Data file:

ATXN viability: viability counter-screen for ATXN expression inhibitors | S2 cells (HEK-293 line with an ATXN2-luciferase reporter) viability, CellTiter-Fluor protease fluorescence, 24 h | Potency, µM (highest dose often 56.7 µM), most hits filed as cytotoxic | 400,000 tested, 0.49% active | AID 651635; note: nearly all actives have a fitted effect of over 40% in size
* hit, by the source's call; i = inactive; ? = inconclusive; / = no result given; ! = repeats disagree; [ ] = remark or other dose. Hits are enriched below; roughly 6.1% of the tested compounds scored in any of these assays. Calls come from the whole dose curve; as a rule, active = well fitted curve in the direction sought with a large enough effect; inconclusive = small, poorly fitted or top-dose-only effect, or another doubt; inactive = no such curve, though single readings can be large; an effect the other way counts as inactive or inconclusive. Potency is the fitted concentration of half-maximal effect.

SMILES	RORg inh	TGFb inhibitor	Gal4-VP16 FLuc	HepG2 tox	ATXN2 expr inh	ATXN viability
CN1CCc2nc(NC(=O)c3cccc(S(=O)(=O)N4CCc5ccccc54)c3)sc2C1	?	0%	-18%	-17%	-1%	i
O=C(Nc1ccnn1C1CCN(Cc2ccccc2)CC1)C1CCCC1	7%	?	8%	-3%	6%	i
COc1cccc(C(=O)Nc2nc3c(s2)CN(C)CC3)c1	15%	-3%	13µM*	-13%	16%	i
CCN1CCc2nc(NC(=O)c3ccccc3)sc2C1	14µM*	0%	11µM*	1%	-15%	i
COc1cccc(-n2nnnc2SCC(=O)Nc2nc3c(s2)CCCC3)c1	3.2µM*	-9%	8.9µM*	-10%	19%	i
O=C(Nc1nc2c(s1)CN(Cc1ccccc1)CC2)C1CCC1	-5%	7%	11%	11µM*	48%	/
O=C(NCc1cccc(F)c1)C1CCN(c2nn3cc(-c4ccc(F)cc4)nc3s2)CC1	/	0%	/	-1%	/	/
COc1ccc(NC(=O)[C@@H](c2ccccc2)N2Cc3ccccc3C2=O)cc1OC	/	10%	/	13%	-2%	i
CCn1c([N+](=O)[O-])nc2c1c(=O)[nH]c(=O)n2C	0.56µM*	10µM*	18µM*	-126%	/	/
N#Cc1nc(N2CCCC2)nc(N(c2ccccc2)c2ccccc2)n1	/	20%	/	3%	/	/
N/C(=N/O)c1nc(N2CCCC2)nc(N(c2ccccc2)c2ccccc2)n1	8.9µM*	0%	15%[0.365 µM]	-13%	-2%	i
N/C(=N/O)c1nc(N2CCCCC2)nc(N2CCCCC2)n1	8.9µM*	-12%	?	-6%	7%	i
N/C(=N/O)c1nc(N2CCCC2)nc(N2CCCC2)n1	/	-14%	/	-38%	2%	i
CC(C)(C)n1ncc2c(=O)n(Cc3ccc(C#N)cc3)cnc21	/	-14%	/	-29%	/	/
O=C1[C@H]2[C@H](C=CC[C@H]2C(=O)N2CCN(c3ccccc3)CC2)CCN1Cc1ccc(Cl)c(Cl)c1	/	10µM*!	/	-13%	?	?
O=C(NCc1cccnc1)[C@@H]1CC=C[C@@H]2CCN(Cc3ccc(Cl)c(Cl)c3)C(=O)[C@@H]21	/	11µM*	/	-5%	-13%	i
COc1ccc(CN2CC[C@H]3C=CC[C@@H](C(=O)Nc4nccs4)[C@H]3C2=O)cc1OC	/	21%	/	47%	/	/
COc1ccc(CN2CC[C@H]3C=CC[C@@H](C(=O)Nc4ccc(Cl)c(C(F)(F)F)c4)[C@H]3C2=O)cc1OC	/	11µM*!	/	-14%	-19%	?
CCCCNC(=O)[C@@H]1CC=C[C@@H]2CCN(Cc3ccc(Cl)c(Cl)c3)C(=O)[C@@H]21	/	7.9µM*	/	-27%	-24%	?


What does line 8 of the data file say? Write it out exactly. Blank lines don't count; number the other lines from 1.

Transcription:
COc1cccc(-n2nnnc2SCC(=O)Nc2nc3c(s2)CCCC3)c1	3.2µM*	-9%	8.9µM*	-10%	19%	i